'Papa' John Phillips Dies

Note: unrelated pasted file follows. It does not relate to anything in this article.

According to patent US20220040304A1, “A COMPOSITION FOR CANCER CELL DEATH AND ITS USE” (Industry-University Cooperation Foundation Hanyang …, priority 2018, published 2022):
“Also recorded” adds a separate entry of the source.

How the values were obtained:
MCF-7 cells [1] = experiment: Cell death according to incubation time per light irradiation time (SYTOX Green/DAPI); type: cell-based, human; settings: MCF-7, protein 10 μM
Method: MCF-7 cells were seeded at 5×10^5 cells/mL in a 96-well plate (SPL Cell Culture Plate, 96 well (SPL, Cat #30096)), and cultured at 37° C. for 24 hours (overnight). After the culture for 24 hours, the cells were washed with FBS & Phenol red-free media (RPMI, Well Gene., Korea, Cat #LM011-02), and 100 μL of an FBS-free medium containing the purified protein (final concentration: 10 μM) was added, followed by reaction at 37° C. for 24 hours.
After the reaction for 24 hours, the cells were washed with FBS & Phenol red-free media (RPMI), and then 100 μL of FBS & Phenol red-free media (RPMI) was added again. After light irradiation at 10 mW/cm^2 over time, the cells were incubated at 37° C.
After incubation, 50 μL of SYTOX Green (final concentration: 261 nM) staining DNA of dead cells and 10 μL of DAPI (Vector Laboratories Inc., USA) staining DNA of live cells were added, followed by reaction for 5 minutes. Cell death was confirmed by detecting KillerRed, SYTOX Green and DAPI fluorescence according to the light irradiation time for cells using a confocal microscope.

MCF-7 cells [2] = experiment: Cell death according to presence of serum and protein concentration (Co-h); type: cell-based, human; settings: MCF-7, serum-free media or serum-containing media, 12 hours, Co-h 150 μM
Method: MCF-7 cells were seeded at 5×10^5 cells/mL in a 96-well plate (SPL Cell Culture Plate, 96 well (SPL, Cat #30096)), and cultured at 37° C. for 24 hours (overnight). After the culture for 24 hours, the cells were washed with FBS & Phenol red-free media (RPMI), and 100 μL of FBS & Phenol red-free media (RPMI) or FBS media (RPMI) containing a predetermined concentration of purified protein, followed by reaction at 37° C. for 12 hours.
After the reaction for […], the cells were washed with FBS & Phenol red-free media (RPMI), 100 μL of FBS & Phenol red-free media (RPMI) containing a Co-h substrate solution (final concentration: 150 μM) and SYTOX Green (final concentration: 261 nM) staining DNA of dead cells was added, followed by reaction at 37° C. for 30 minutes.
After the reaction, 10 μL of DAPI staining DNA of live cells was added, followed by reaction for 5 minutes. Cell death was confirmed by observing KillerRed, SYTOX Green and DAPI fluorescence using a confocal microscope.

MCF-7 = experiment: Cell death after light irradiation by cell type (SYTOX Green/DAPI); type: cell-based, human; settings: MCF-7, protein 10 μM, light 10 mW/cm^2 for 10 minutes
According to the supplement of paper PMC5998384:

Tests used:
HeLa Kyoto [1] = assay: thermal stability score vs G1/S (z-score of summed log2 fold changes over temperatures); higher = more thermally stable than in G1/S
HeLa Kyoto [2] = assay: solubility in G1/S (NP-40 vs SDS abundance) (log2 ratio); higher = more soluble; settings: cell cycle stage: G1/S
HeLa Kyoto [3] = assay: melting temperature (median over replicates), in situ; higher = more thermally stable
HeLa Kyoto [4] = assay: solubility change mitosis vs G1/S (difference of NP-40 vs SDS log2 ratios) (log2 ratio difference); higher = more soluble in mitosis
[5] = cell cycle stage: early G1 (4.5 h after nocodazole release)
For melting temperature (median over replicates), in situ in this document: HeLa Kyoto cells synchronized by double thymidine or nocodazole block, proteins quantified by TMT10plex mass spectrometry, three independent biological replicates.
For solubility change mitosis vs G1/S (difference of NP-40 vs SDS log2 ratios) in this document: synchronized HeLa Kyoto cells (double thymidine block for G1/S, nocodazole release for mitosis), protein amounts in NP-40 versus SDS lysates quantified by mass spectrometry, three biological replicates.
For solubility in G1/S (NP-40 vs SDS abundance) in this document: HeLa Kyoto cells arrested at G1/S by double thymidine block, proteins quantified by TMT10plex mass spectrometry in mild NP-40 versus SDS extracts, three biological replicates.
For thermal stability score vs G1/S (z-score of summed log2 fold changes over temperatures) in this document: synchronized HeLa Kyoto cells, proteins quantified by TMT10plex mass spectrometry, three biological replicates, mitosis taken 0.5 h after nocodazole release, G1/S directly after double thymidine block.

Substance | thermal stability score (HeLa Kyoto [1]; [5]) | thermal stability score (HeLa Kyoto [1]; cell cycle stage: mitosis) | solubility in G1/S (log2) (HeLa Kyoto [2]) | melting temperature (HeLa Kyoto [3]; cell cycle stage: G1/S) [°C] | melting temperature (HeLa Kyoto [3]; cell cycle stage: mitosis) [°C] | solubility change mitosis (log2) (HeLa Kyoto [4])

John Phillips, 65, songwriter and founding member of the '60s superstar folk-pop group the Mamas and the Papas, died of heart failure on Sunday morning at the University of California, Los Angeles Medical Center. Besides his sweet music, Phillips was also known for his hard living, as chronicled in his 1986 memoir "Papa John." In 1980, he was convicted of conspiracy to distribute narcotics. In the early '90s, his cumulative years of drug and alcohol abuse led to a liver transplant. His was a life of many contrasts: hippie idealism mixed with shrewd business acumen, optimistic lyrics mixed with dark undercurrents. As the principal songwriter for the Mamas and the Papas, which was founded in 1965 (the group was inducted into the Rock and Roll Hall of Fame in 1998), Phillips penned such hits as "California Dreamin' " and "Monday, Monday." The group consisted of Phillips, Denny Doherty, "Mama" Cass Elliott and Michelle Gilliam, who became Michelle Phillips after she and John married. Recently, says The New York Times, Phillips was trying to reissue late '70s recordings he had made with members of the Rolling Stones. His wife, Franaz, and five children survive him. They include Chynna, a singer, and Mackenzie, former star of the TV series "One Day at a Time."
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